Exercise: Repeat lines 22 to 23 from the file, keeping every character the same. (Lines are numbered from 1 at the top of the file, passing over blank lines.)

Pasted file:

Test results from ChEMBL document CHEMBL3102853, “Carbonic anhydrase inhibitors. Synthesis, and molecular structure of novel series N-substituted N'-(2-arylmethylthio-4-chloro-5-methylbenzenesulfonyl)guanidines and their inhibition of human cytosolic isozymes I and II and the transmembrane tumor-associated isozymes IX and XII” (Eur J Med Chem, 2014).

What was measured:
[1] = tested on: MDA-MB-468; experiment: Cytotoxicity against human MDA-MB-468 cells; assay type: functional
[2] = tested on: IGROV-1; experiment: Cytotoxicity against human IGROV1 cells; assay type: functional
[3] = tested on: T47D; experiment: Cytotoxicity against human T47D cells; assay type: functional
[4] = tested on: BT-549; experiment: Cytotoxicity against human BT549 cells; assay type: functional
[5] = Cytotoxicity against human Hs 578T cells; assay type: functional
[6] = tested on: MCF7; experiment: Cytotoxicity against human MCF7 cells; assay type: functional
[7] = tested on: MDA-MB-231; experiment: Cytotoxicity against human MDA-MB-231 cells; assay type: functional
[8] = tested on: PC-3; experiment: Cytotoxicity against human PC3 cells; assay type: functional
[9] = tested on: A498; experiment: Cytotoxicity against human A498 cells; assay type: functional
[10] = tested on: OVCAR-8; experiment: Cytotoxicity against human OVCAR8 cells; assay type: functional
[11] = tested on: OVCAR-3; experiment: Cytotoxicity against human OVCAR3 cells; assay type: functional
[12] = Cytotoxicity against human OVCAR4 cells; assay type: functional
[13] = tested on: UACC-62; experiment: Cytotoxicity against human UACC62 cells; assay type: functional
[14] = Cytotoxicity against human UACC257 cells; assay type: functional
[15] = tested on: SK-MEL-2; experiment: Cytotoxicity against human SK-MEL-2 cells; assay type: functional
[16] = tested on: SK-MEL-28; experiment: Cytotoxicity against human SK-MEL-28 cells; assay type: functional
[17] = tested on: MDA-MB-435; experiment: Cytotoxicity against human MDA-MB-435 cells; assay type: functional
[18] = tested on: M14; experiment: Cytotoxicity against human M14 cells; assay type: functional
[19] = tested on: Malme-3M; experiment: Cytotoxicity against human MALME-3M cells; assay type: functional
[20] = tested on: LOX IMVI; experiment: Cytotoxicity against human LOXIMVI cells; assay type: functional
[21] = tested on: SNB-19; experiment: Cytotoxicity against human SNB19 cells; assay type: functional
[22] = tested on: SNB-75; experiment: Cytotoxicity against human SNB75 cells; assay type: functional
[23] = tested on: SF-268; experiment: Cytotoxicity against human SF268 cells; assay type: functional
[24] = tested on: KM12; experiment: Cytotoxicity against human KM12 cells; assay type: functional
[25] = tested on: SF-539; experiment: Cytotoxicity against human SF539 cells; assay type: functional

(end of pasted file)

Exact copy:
[20] = tested on: LOX IMVI; experiment: Cytotoxicity against human LOXIMVI cells; assay type: functional
[21] = tested on: SNB-19; experiment: Cytotoxicity against human SNB19 cells; assay type: functional